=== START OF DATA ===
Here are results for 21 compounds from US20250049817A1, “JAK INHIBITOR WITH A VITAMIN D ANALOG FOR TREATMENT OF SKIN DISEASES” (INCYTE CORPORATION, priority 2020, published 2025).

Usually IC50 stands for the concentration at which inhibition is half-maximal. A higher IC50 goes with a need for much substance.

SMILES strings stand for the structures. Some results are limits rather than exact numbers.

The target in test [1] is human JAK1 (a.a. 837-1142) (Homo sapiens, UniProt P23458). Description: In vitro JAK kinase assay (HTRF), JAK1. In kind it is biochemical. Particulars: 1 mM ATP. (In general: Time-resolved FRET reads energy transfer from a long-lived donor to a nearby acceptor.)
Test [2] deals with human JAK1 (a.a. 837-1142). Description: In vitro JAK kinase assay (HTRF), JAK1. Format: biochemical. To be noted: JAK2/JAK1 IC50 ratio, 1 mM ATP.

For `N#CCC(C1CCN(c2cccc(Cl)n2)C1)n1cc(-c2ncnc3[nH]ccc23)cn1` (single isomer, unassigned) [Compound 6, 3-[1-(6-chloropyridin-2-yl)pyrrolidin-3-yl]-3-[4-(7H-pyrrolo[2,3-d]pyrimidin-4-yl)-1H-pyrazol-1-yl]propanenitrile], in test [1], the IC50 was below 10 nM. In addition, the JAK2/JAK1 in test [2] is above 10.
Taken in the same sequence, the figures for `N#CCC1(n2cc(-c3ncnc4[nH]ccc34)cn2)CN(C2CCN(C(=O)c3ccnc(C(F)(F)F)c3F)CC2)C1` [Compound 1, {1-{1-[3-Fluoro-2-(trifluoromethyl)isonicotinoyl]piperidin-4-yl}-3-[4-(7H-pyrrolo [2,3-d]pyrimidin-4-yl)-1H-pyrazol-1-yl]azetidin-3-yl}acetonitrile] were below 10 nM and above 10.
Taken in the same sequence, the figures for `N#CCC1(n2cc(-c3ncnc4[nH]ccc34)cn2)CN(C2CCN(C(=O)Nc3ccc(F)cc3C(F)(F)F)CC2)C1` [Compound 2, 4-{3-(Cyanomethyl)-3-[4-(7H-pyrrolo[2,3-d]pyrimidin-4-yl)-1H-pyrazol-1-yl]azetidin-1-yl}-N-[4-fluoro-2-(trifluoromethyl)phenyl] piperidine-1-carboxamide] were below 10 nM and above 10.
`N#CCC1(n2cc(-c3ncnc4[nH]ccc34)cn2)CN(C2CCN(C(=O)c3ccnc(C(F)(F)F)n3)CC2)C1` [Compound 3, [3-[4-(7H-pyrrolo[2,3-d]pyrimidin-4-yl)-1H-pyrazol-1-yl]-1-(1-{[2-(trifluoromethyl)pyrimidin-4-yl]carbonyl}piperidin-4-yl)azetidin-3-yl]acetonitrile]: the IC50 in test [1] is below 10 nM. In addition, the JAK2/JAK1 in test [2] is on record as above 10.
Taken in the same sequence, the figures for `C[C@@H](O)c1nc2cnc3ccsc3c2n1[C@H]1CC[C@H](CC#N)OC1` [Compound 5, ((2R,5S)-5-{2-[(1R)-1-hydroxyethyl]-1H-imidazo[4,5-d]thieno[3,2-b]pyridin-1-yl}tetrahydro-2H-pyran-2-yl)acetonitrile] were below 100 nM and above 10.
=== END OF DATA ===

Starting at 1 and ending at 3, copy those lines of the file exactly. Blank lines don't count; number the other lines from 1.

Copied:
Here are results for 21 compounds from US20250049817A1, “JAK INHIBITOR WITH A VITAMIN D ANALOG FOR TREATMENT OF SKIN DISEASES” (INCYTE CORPORATION, priority 2020, published 2025).

Usually IC50 stands for the concentration at which inhibition is half-maximal. A higher IC50 goes with a need for much substance.

SMILES strings stand for the structures. Some results are limits rather than exact numbers.